I’m always amazed at just how comfortable those melted steel seats facing the giant windows out towards the planes on the runway of Dublin Airport become. The dissembling spine slide-back into your chair always makes the whole queuing business and the eager, ed scared or perpetually rushing travellers seem a bit foolish altogether. There they go: briefcase carriers, viagra tye-dye hippies, a lonely mother sadly spying the family just ahead of her in the queue – all sorts, always all sorts at Dublin airport.

Eventually I’m the last spectator and shake myself in my seat feeling a bit creepy – like the man who stays right to the end of the credits in the cinema. Sneakily shifting my body to hide my bag which is undoubtedly too big for Ryanair (bastards) hand luggage regulations, I get the “I’m a human, you’re a human” nod from the man checking the passports and walk to the plane wondering about the bald patch on the back of his head. (When will my day come?)

I try to find a young person to sit beside, but I’m the last on the plane and am forced to choose between a crying child and an old couple. Sitting down beside the couple I realise I am a horrible ageist and should from now on be forced to sit on my own as punishment.

The flight barely exists and before I can come up with an answer to the question of how to get my book from out of my bag (stored far, far down the aisle from my seat) without causing a scene sure to get me thrown off this god damn plane, we’ve landed.

Landing of course, is by no means the end of the full flying cinematic experience. With every flight you really need to factor in at least 15 minutes for himming and hawwing, doors to be opened, asses examined. I honestly think all airlines should force 10 pints of water down all their staffs’ throats just before take off and forbid them from using the toilet during the flight, that’d speed everything right up. Or perhaps their morning coffee could be spiked with speed.

Now I realise exactly why all those colourful and sad characters were queuing up back at the gate in Dublin. Before I know it the plane’s population is on its feet, dancing around to a soundless beat, dragging luggage from here and babies from there, searching for passports dropped on the floor of the horribly-cramped-to-increase-profit compartments. My bag is a good six rows down the aisle and the couple beside me are  by now as completely desperate for fresh air as anyone and seem to be simply waiting for the most polite moment to throw me off my seat like Simba into the stampede.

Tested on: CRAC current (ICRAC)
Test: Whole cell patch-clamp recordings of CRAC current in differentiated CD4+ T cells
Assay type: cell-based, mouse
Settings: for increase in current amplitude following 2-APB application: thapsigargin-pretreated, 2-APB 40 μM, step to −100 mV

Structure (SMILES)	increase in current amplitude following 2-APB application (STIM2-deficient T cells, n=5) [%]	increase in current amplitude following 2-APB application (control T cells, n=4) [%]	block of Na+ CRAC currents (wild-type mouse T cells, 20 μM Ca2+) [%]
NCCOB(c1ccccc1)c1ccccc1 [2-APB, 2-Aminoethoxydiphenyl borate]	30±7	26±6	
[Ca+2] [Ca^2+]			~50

I turn round and give them my best “no, please, I want to live” look, but I know that in their shoes I’d have pushed a young sod like me out on his face long ago (the heartless fellow that I am), so I’m certain that my plea has come out half hearted and that gives me no choice. I edge my seat belt off and cover my head with my hands as I start to stand up. I seriously consider crawling through the legs of a rather angry looking gentleman before noticing a divine split in the riot and slipping through, dashing the sweat from my brow. I grab my case and look back at the couple, receiving a fortifying look from the old man that says “one more second boy and you were gone”.

Two more minutes and I’m off the plane, surely only seconds before the oxygen supply runs out.

Now here I am In Stockholm, Sweden. I catch my breath and fill my lungs with the cool northern air. Time slows down as I touch the ground.